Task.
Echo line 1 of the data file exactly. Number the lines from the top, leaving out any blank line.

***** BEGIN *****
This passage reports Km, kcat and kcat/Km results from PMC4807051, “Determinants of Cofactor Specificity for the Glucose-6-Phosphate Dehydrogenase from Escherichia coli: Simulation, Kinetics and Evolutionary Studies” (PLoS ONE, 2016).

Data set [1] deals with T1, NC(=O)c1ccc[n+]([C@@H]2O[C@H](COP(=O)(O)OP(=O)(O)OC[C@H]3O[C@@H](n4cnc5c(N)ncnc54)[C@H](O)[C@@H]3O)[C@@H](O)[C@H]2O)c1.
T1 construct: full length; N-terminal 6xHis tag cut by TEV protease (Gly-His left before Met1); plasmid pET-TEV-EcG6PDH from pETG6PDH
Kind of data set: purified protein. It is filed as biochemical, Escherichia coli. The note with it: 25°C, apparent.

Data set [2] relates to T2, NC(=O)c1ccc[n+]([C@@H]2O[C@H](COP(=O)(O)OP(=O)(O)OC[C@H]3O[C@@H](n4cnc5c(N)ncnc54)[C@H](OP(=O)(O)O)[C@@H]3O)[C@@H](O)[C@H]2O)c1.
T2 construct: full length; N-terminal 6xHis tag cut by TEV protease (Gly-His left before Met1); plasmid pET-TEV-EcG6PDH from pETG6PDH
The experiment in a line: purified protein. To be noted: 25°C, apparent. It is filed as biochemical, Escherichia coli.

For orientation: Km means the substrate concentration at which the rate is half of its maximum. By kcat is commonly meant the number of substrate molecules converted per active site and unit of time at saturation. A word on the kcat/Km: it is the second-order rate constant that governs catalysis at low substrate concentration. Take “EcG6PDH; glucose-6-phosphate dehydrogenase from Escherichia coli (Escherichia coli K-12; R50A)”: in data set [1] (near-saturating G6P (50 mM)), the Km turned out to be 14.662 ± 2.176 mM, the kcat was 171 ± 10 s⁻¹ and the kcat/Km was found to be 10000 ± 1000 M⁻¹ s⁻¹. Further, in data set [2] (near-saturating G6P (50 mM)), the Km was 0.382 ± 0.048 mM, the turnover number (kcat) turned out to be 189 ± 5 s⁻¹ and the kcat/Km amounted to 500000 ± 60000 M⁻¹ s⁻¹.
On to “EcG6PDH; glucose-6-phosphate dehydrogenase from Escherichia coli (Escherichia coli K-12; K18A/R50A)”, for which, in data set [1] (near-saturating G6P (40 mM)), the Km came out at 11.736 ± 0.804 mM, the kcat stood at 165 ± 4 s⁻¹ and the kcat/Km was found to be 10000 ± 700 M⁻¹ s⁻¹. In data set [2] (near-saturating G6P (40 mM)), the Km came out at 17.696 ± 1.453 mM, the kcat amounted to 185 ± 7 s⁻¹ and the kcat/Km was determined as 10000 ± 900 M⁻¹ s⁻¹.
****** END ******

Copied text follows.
This passage reports Km, kcat and kcat/Km results from PMC4807051, “Determinants of Cofactor Specificity for the Glucose-6-Phosphate Dehydrogenase from Escherichia coli: Simulation, Kinetics and Evolutionary Studies” (PLoS ONE, 2016).